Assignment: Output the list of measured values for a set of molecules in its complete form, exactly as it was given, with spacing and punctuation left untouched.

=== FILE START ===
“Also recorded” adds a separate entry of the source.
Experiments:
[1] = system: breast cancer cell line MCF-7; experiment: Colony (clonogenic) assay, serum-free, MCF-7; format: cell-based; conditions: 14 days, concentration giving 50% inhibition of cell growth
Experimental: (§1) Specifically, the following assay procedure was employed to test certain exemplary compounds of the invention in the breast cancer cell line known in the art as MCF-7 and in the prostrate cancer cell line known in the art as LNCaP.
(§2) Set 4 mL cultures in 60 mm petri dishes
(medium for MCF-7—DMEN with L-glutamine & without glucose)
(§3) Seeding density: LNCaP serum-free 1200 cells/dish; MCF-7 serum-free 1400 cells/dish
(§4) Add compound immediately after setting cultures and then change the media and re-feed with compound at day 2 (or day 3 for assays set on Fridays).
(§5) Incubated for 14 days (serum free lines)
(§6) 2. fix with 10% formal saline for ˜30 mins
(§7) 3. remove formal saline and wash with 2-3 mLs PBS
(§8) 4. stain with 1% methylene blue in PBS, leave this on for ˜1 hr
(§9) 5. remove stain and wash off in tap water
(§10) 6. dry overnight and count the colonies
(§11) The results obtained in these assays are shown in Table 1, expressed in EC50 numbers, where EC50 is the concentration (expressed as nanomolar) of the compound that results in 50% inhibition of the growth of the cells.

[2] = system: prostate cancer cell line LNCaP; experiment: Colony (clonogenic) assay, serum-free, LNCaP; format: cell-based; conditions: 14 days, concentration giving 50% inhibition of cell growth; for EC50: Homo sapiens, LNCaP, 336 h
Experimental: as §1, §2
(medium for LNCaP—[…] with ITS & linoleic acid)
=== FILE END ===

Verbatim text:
“Also recorded” adds a separate entry of the source.
Experiments:
[1] = system: breast cancer cell line MCF-7; experiment: Colony (clonogenic) assay, serum-free, MCF-7; format: cell-based; conditions: 14 days, concentration giving 50% inhibition of cell growth
Experimental: (§1) Specifically, the following assay procedure was employed to test certain exemplary compounds of the invention in the breast cancer cell line known in the art as MCF-7 and in the prostrate cancer cell line known in the art as LNCaP.
(§2) Set 4 mL cultures in 60 mm petri dishes
(medium for MCF-7—DMEN with L-glutamine & without glucose)
(§3) Seeding density: LNCaP serum-free 1200 cells/dish; MCF-7 serum-free 1400 cells/dish
(§4) Add compound immediately after setting cultures and then change the media and re-feed with compound at day 2 (or day 3 for assays set on Fridays).
(§5) Incubated for 14 days (serum free lines)
(§6) 2. fix with 10% formal saline for ˜30 mins
(§7) 3. remove formal saline and wash with 2-3 mLs PBS
(§8) 4. stain with 1% methylene blue in PBS, leave this on for ˜1 hr
(§9) 5. remove stain and wash off in tap water
(§10) 6. dry overnight and count the colonies
(§11) The results obtained in these assays are shown in Table 1, expressed in EC50 numbers, where EC50 is the concentration (expressed as nanomolar) of the compound that results in 50% inhibition of the growth of the cells.

[2] = system: prostate cancer cell line LNCaP; experiment: Colony (clonogenic) assay, serum-free, LNCaP; format: cell-based; conditions: 14 days, concentration giving 50% inhibition of cell growth; for EC50: Homo sapiens, LNCaP, 336 h
Experimental: as §1, §2
(medium for LNCaP—[…] with ITS & linoleic acid)